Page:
Are you paying for products or services you don’t fully utilize, on a monthly or otherwise recurring basis? As part of your retirement planning, you may want to review what you’re paying to your various service providers to see if you can save money by getting better rates or choosing a different product or service packages that better fit with your current lifestyle.
A) Analyzing your bills
A good first step is to sit down with all your important financial statements and bills, including statements from any bank accounts that you use for pre-authorized deductions. Hard copies can give you a better birds-eye view of all your spending. Try to include records that go back three months or more.
With all this information laid out, you can more easily identify your recurring expenses (phone, cable, service fees, etc.). Consider expenses that can be eliminated. This can include subscriptions to publications or online services you rarely use, high-end data plans or other cellphone services you don’t need or expenses for an additional vehicle you rarely drive.
B) Reducing your telecom costs
According to Statistics Canada, Canadians spend approximately $2,399 a year on average on telecommunications services, including basic phone service, cellphones, Internet and cable.1 If you want to bring your costs down to the right side of that figure, you might be able to leverage your existing relationship with your telecom services provider for a better deal. Even if you don’t want to change your provider, you can use your provider’s customer retention goals to help you save money.2
- Review your telecom bills and do some research into competitors’ offers. This will put you in a more confident position to discuss your costs. Keep a pen and paper handy.
- Phone the customer services department of your telecom provider. When you reach a representative, simply state that you are a long-time customer and find that your bills are too high. Ask the representative if there are any ways to lower your costs.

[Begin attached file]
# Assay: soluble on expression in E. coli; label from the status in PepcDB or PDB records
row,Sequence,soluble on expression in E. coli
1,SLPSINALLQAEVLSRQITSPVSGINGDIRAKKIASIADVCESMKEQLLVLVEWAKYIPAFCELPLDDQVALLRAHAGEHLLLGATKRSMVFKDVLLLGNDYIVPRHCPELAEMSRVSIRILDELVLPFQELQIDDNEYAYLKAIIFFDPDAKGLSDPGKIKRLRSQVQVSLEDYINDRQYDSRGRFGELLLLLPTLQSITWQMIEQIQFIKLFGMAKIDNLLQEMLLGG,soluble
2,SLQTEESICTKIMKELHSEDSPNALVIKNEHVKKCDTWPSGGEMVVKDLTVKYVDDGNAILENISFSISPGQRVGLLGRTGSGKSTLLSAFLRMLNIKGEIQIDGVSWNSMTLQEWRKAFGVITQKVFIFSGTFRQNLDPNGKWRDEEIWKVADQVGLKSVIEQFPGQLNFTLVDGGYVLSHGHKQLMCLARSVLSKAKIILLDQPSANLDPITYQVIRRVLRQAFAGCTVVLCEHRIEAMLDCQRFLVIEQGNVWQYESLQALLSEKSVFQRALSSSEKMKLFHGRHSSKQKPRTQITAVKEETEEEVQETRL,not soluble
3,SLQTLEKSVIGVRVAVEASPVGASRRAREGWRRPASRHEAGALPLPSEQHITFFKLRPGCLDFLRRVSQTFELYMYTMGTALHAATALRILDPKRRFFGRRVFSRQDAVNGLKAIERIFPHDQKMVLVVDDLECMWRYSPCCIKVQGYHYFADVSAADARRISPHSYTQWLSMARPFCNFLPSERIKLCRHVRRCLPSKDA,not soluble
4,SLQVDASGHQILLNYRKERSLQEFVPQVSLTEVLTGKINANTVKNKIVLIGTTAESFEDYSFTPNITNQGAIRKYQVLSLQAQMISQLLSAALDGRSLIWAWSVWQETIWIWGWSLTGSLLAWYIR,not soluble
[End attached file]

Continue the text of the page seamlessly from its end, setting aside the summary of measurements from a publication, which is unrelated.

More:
- You might actually get an offer for a better deal at this point. If you don’t feel like negotiating further, you can accept it with thanks and go to the last step. If you’re not happy, escalate.
- Ask that your call be escalated to customer retention. When you get through, approach the retention agent the same way that you approached the customer service representative. Often these agents have additional deals they can offer. It’s a good idea to mention better deals their competitors are offering.
- If you accept an offer, make sure you document important information such as the terms of your deal and the name of the representative or agent. If you don’t get a good offer, have notes on your call left on your account and try again another day.
C) Saving money on your financial services
Financial institutions also prioritize customer retention. Furthermore, if you are past or approaching retirement age, often new products are made available to help you make your financial transactions more cost-effective.
- Bank accounts and credit cards: Banks often offer different account structures for seniors, which include paper statements, lower-to-no monthly fees and some increased service levels. Similarly, some credit card programs offer lower-to-no annual fees for customers who reach a certain age. However, these discounts can sometimes come at the price of higher costs for other transactions, such as fewer included e-transfers or non-bank ATM uses.
- Insurance: There may be ways to reduce your insurance costs without compromising the security of your health, property and finances. You might consider raising some of your deductibles in exchange for lower premiums, particularly if you feel the probability of you filing a claim is low and/or you have the ability to pay for any smaller claims out of pocket. Some auto insurance companies offer discounts to older Canadians, and you might find additional savings by bundling your various insurance products together, with either your current provider or a competitor.
Whether you’re a retiree or pre-retiree, evaluating and trimming your recurring spending can be an essential part of your financial plan, potentially saving you money while also giving you important insights into both your necessary and discretionary expenses.
1 Statistics Canada, Household spending, Canada, regions and provinces, Table: 11-10-0222-01, 2013–2017.
2 Jon Stone, “Deal or No Deal? Use This Script to Negotiate Easy Savings on Your Cell Phone Plan,” cellphones.ca.